Sector Development

Given the persistently difficult conditions for container shipping in 2016, there was a surprisingly positive trend in global container throughput in 2017. According to recent estimates by Drewry, throughput increased by 6.0 % worldwide in the past year. This faster rate of throughput growth was mirrored by almost all shipping regions, albeit to different extents. In Europe, the ports in Scandinavia and the Baltic region, the Eastern Mediterranean and the Black Sea benefited most from the upturn. Nevertheless, volume growth at the Scandinavian and Baltic ports was less pronounced than expected as recently as October (forecast from Q3 2017: 8.4 %). Growth of 5.9 % was still slightly stronger than in the previous year, however. Although the strong upturn at the north-western European ports slowed somewhat in the course of the year, Drewry anticipates growth of approximately 4.2 % in the reporting period based on the figures currently available.

Development of Container Throughput by Region

in %





Source: Drewry Maritime Research, December 2017






Europe as a whole





North-West Europe





Scandinavia and the Baltic region





Western Mediterranean





Eastern Mediterranean and the Black Sea





The trend among the major container ports of the North Range, as well as the largest ports of the western Baltic Sea, was mixed. Hamburg recorded a slight loss in the period under review, with container throughput declining by 1.0 % to 8.8 million . Europe’s largest container port, Rotterdam, handled 13.7 million TEU, 10.9 % more than in the previous year. Container throughput in Antwerp was up 4.1 % year-on-year to 10.5 million TEU, thus bolstering the Belgian port’s position as Europe’s second-largest container port. Following a double-digit decline in 2016, throughput at Belgium’s second port, Zeebrugge, recovered to 1.5 million in the reporting period – an increase of 8.7 % on the previous year. With total throughput of 5.5 million TEU, the Bremen ports experienced slight year-on-year growth of 0.5 %. Thanks to its stronger integration into the 2M alliance route network, the JadeWeserPort in Wilhelmshaven recorded throughput of 0.6 million TEU – 15.1 % more than in the previous year. The port of Gdansk once again achieved strong growth in container throughput of 21.6 % to 0.6 million TEU.

By contrast, the volume of containers handled in Gothenburg fell by 19.3 % year-on-year to 0.6 million TEU. There was a strong increase in container throughput at Russia’s Baltic Sea ports. The total volume of containers at the ports of St. Petersburg, Ust-Luga and Kaliningrad rose by 10.7 % year-on-year in 2017.

Development of Container Throughput at Northern European Ports

in million TEU







Source: Port Authorities







10.9 %







4.1 %







- 1.0 %

Bremen ports






0.5 %







8.7 %







21.6 %







- 19.3 %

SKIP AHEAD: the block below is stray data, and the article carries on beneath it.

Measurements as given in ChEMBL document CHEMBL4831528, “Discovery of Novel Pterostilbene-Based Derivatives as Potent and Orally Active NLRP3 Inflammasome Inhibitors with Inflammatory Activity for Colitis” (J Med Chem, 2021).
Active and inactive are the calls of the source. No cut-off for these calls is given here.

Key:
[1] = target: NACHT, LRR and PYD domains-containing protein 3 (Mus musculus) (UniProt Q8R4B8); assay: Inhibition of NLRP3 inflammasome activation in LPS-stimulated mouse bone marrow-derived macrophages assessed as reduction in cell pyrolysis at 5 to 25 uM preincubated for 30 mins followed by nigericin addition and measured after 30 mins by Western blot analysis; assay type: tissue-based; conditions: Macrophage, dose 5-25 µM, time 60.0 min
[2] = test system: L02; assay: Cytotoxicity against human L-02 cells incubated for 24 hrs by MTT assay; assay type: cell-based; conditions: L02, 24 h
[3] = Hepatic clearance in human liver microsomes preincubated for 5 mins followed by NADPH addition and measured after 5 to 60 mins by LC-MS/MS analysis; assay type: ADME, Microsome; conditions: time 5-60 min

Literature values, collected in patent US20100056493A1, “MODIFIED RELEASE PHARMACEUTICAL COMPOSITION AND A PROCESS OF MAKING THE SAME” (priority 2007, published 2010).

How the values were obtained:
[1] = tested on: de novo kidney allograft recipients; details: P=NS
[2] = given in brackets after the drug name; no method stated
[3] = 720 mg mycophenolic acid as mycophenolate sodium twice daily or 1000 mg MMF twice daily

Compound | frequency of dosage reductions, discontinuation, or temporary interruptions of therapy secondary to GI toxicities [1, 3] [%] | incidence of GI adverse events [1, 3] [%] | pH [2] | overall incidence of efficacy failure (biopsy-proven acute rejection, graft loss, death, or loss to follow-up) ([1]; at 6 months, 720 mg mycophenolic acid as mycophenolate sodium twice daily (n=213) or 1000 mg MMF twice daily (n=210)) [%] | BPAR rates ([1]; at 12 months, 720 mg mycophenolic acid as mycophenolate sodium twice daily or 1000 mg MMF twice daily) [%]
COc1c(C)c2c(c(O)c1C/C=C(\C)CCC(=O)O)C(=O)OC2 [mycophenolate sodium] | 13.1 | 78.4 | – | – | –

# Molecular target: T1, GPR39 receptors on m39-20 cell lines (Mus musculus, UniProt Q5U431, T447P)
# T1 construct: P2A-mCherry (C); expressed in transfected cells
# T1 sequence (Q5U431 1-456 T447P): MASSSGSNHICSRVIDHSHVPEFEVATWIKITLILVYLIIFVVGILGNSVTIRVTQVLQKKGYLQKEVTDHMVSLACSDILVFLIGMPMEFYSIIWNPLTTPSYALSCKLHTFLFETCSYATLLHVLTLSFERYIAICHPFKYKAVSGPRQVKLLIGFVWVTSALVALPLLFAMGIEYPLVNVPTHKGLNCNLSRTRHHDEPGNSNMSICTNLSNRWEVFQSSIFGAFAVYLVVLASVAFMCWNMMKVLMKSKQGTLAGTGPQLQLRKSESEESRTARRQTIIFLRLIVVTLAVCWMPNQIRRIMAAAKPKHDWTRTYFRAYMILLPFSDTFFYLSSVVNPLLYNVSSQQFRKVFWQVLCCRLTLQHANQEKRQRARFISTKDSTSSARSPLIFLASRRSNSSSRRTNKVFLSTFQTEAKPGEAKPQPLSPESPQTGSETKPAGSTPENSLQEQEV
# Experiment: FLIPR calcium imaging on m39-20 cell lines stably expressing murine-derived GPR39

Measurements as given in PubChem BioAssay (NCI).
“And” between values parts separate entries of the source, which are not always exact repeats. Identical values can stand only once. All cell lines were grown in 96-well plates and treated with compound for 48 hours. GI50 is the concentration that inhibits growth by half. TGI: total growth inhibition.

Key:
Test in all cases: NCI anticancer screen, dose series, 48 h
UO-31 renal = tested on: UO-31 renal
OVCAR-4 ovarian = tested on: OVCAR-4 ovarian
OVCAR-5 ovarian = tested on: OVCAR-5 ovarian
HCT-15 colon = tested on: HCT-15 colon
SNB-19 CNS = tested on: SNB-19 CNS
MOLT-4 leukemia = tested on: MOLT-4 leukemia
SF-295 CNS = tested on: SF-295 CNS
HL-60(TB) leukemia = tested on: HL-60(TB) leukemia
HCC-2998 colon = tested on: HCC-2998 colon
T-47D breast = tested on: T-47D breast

15.1 %

The market research institute AXS Alphaliner estimates that the carrying capacity of the global container ship fleet increased by 3.8 % to 21.1 million TEU in 2017 (previous year: 1.5 %). This means that transport capacity rose at a considerably slower rate than transport demand. Nevertheless, the increase in ship sizes remains unbroken. The number of ultra large vessels with a capacity of more than 10,000 TEU increased particularly strongly, with growth of 16.8 % to 453. This means that some 80 % of the ships delivered in 2017 can carry in excess of 10,000 TEU. The shipping companies MSC and CMA CGM recently ordered additional vessels with a carrying capacity of 22,000 TEU. In view of the modest ordering activities of shipping lines, shipyards around the world currently have an aggregate order backlog of 2.7 million TEU. This corresponds to 12.7 % of the total carrying capacity of the fleet in use at present.

Rail freight traffic in Germany declined over the course of the year. Compared with the previous year, transport volumes fell by 3.3 % in the first ten months of 2017. However, traffic performance – transport volume multiplied by the distance travelled – decreased by only 2.5 % in the same period. The trend in traffic was also weak. In the period from January to October 2017, 5.1 million TEU was transported by rail, corresponding to a 5.1 % decrease year-on-year.

At a European level, however, the upward trend in rail freight traffic which began in late 2016 continued in the reporting period. Transport demand for rail traffic increased substantially in the first three quarters of 2017, both in Europe as a whole and in those markets of Central and Eastern Europe of particular relevance to HHLA. Whereas transport volumes rose by 4.9 % year-on-year across Europe as a whole, growth in Central and Eastern Europe was even stronger at 9.2 %. However, trends varied considerably in the individual markets. While Poland recorded a 17.0 % rise in rail freight in the first nine months, transport volumes in the Czech Republic fell by 1.6 %. In line with rising transport volumes, traffic performance across Europe was up by 4.2 % and by as much as 9.1 % in Central and Eastern Europe.

TEU (Twenty-Foot Equivalent Unit)

A TEU is a 20-foot standard container, used as a unit for measuring container volumes. A 20-foot standard container is 6.06 metres long, 2.44 metres wide and 2.59 metres high.

TEU (Twenty-Foot Equivalent Unit)

A TEU is a 20-foot standard container, used as a unit for measuring container volumes. A 20-foot standard container is 6.06 metres long, 2.44 metres wide and 2.59 metres high.

Intermodal/Intermodal Systems

Transportation via several modes of transport (water, rail, road) combining the specific advantages of the respective carriers.